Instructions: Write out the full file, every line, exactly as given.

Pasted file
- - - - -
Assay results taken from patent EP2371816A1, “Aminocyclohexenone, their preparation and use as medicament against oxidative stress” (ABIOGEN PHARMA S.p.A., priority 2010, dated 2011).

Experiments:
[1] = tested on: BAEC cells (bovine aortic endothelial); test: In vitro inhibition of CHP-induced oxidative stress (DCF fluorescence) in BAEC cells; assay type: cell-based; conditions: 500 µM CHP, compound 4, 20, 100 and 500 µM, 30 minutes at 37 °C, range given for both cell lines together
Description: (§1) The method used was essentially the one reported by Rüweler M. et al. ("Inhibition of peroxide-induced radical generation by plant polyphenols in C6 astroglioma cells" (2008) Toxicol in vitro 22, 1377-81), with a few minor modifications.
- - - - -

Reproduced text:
Assay results taken from patent EP2371816A1, “Aminocyclohexenone, their preparation and use as medicament against oxidative stress” (ABIOGEN PHARMA S.p.A., priority 2010, dated 2011).

Experiments:
[1] = tested on: BAEC cells (bovine aortic endothelial); test: In vitro inhibition of CHP-induced oxidative stress (DCF fluorescence) in BAEC cells; assay type: cell-based; conditions: 500 µM CHP, compound 4, 20, 100 and 500 µM, 30 minutes at 37 °C, range given for both cell lines together
Description: (§1) The method used was essentially the one reported by Rüweler M. et al. ("Inhibition of peroxide-induced radical generation by plant polyphenols in C6 astroglioma cells" (2008) Toxicol in vitro 22, 1377-81), with a few minor modifications.